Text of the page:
H.R. 2410 would authorize the Secretary of Health and Human Services, through the Centers for Disease Control and Prevention (CDC), to conduct surveillance and collect data on the prevalence of sickle cell disease (SCD). In addition, the bill would authorize the Secretary to develop public health initiatives that support community-based organizations in education activities and to support regional and state health departments in testing to identify SCD. H.R. 2410 would authorize the appropriation of about $4.5 million a year for fiscal years 2018 through 2022 to carry out those activities.
The bill would require CDC to build upon past activities related to SCD by conducting surveillance and developing public health initiatives through grants to States. Previous funding from the American Jobs Creation Act of 2004 of $10 million a year for SCD expired in 2009. There has been no explicit funding for SCD since 2009. However, CDC has continued to conduct activities related to SCD and other blood disorders. Based on historical spending for similar activities, CBO estimates that implementing H.R. 2410 would cost $18 million over the 2018-2022 period, primarily for additional staff and other administrative costs; the remaining amounts would be spent after 2022. Enacting H.R. 2410 would not affect direct spending or revenues; therefore, pay-as-you-go procedures do not apply.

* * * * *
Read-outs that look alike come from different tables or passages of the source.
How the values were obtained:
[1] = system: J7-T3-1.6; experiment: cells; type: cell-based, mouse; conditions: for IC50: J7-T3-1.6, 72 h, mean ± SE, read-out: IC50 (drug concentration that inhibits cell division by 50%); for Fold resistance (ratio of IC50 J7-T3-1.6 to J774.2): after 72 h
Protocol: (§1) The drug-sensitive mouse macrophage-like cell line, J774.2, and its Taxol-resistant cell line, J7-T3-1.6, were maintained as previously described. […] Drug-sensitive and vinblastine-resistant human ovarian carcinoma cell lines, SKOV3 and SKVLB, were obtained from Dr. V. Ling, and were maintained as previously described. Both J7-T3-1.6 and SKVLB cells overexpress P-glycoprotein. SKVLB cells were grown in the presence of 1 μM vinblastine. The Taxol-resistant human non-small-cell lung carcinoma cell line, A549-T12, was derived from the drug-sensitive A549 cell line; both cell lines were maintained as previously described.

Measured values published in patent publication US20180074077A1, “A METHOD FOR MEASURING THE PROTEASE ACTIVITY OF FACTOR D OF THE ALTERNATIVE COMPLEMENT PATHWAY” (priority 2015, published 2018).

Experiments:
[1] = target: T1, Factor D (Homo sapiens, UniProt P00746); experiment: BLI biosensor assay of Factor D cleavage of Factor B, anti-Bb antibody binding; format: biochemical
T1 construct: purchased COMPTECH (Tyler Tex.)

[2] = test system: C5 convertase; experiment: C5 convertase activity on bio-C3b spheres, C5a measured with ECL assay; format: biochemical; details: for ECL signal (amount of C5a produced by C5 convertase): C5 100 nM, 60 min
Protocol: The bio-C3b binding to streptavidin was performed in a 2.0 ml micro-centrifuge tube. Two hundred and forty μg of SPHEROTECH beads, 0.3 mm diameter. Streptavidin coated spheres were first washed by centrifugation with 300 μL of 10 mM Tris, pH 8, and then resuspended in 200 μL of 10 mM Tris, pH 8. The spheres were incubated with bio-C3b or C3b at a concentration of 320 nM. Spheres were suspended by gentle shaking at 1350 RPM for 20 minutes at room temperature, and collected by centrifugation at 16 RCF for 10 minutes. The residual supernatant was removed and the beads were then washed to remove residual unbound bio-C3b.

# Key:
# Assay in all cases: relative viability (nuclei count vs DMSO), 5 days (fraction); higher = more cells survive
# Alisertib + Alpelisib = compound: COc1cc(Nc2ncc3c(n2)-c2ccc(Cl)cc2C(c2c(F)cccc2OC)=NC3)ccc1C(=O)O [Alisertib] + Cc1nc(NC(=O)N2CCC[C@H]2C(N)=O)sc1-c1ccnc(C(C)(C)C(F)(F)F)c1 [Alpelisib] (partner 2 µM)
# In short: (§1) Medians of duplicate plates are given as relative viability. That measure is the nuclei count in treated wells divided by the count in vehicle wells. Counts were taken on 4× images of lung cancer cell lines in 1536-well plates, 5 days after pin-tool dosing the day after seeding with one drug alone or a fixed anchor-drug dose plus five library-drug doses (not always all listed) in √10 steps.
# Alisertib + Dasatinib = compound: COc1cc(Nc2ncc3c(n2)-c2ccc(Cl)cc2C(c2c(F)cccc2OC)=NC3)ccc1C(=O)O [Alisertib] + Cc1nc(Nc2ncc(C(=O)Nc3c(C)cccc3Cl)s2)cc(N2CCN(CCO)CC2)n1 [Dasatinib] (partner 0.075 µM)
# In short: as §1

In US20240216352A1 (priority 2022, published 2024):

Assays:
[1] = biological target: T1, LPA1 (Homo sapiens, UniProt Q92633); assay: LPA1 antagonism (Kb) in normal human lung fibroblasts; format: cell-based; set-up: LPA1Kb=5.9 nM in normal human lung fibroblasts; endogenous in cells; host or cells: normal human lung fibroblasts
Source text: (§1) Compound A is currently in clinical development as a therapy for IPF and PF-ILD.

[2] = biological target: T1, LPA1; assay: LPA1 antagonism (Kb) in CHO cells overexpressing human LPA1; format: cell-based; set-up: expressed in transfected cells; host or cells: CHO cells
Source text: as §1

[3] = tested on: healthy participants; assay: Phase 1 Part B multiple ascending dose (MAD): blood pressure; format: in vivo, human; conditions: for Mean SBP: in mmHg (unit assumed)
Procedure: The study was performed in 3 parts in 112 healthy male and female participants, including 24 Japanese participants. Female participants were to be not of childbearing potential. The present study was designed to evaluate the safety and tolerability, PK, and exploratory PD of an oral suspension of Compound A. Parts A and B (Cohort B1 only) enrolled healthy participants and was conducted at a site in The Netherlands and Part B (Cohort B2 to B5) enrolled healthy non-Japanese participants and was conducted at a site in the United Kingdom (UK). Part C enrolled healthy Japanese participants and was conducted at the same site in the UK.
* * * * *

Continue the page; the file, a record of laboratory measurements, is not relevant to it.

CBO estimates that enacting the legislation would not increase net direct spending or on-budget deficits in any of the four consecutive 10-year periods beginning in 2028.
H.R. 2410 contains no intergovernmental or private-sector mandates as defined in the Unfunded Mandates Reform Act and would impose no costs on state, local, or tribal governments.